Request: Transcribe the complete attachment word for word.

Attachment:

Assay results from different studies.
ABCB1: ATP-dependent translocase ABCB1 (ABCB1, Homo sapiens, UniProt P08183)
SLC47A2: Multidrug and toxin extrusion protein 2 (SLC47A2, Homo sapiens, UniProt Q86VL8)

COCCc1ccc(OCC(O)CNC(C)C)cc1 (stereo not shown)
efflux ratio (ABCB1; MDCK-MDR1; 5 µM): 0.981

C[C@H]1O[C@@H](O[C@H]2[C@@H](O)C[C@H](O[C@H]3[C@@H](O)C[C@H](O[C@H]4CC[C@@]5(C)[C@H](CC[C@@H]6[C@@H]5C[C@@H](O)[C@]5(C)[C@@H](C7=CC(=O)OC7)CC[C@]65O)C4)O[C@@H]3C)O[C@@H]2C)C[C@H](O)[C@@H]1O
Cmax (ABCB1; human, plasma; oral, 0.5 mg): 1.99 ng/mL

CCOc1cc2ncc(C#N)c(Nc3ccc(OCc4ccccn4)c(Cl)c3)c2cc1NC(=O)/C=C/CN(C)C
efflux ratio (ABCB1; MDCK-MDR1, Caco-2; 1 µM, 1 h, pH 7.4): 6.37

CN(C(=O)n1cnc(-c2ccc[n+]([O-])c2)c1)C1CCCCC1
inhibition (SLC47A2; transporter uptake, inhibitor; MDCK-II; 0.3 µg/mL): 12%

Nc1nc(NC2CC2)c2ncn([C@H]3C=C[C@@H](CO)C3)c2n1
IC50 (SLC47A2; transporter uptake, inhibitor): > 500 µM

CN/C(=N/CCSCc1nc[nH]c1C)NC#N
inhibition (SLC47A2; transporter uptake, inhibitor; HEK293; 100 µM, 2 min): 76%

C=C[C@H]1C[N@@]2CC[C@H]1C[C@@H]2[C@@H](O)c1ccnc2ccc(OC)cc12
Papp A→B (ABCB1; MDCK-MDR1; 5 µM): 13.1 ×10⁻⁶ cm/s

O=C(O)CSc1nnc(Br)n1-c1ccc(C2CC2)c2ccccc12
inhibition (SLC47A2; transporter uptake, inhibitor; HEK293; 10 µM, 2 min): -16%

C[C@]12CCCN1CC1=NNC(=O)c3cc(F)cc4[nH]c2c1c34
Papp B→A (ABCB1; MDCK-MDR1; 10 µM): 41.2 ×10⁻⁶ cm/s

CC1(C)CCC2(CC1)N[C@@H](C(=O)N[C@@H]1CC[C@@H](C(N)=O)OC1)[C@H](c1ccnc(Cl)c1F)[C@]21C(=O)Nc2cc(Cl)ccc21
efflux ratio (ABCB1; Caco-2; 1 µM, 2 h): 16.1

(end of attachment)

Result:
Assay results from different studies.
ABCB1: ATP-dependent translocase ABCB1 (ABCB1, Homo sapiens, UniProt P08183)
SLC47A2: Multidrug and toxin extrusion protein 2 (SLC47A2, Homo sapiens, UniProt Q86VL8)

COCCc1ccc(OCC(O)CNC(C)C)cc1 (stereo not shown)
efflux ratio (ABCB1; MDCK-MDR1; 5 µM): 0.981

C[C@H]1O[C@@H](O[C@H]2[C@@H](O)C[C@H](O[C@H]3[C@@H](O)C[C@H](O[C@H]4CC[C@@]5(C)[C@H](CC[C@@H]6[C@@H]5C[C@@H](O)[C@]5(C)[C@@H](C7=CC(=O)OC7)CC[C@]65O)C4)O[C@@H]3C)O[C@@H]2C)C[C@H](O)[C@@H]1O
Cmax (ABCB1; human, plasma; oral, 0.5 mg): 1.99 ng/mL

CCOc1cc2ncc(C#N)c(Nc3ccc(OCc4ccccn4)c(Cl)c3)c2cc1NC(=O)/C=C/CN(C)C
efflux ratio (ABCB1; MDCK-MDR1, Caco-2; 1 µM, 1 h, pH 7.4): 6.37

CN(C(=O)n1cnc(-c2ccc[n+]([O-])c2)c1)C1CCCCC1
inhibition (SLC47A2; transporter uptake, inhibitor; MDCK-II; 0.3 µg/mL): 12%

Nc1nc(NC2CC2)c2ncn([C@H]3C=C[C@@H](CO)C3)c2n1
IC50 (SLC47A2; transporter uptake, inhibitor): > 500 µM

CN/C(=N/CCSCc1nc[nH]c1C)NC#N
inhibition (SLC47A2; transporter uptake, inhibitor; HEK293; 100 µM, 2 min): 76%

C=C[C@H]1C[N@@]2CC[C@H]1C[C@@H]2[C@@H](O)c1ccnc2ccc(OC)cc12
Papp A→B (ABCB1; MDCK-MDR1; 5 µM): 13.1 ×10⁻⁶ cm/s

O=C(O)CSc1nnc(Br)n1-c1ccc(C2CC2)c2ccccc12
inhibition (SLC47A2; transporter uptake, inhibitor; HEK293; 10 µM, 2 min): -16%

C[C@]12CCCN1CC1=NNC(=O)c3cc(F)cc4[nH]c2c1c34
Papp B→A (ABCB1; MDCK-MDR1; 10 µM): 41.2 ×10⁻⁶ cm/s

CC1(C)CCC2(CC1)N[C@@H](C(=O)N[C@@H]1CC[C@@H](C(N)=O)OC1)[C@H](c1ccnc(Cl)c1F)[C@]21C(=O)Nc2cc(Cl)ccc21
efflux ratio (ABCB1; Caco-2; 1 µM, 2 h): 16.1